formaldehyde. By being aware that the truth is not simple for most health issues, the tendency to oversimplify and over generalize health information can be thwarted.
    Rosemary oil is a common addition to successful natural pain relief products on the market today.

  13. Just like other clothes, swimwear too is subject to wear and
    tear. This variety of swimwear has been put into use since the 1940s and is still a
    popular form of swimwear in North America. Funkita and Funky Trunks fashions are obtainable
    for all age ranges, shapes and sizes.

  14. Hi there! Do you know if they make any plugins
    to assist with SEO? I’m trying to get my blog to rank for some targeted keywords
    but I’m not seeing very good success. If you know of any please share.
    Appreciate it!

  15. This is really interesting, You’re a very skilled blogger.
    I have joined your feed and look forward to seeking more of your wonderful post.

    Also, I have shared your site in my social networks!

  16. When someone writes an article he/she keeps the image of a user in his/her
    mind that how a user can be aware of it. Therefore that’s why this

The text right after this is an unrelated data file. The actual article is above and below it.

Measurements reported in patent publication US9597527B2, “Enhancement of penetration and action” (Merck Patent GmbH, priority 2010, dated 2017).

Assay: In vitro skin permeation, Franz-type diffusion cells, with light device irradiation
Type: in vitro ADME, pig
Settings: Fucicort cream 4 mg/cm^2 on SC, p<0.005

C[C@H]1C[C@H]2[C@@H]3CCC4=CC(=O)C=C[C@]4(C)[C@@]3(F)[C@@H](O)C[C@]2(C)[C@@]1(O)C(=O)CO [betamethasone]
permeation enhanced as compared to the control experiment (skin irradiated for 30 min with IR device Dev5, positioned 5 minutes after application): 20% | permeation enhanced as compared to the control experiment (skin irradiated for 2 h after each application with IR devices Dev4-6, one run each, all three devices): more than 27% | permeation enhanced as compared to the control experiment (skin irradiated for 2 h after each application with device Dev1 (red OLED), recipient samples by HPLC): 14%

post is amazing. Thanks!

  17. Hello! This is my first comment here so I just
    wanted to give a quick shout out and say I truly enjoy
    reading your blog posts. Can you suggest any other blogs/websites/forums that go over the
    same subjects? Thanks!

  18. Hi would you mind letting me know which webhost you’re using?
    I’ve loaded your blog in 3 completely different web browsers and I must say this blog loads a lot faster
    then most. Can you recommend a good internet hosting provider at
    a reasonable price? Thanks a lot, I appreciate it!

  19. Hey there! I just wanted to ask if you ever have any problems with hackers?
    My last blog (wordpress) was hacked and I ended up losing a few months of hard work due to no back up.
    Do you have any methods to protect against hackers?

  20. Thanks a bunch for sharing this with all folks you really recognize
    what you are talking about! Bookmarked. Kindly additionally
    talk over with my web site =). We can have a hyperlink alternate
    agreement between us

  21. This is really interesting, You are a very skilled blogger.
    I’ve joined your feed and look forward to seeking more of your great
    post. Also, I have shared your web site in my social networks!

  22. I do agree with all of the ideas you have offered in your
    post. They are very convincing and will definitely work.
    Nonetheless, the posts are very short for newbies.
    May just you please extend them a little from next time?
    Thanks for the post.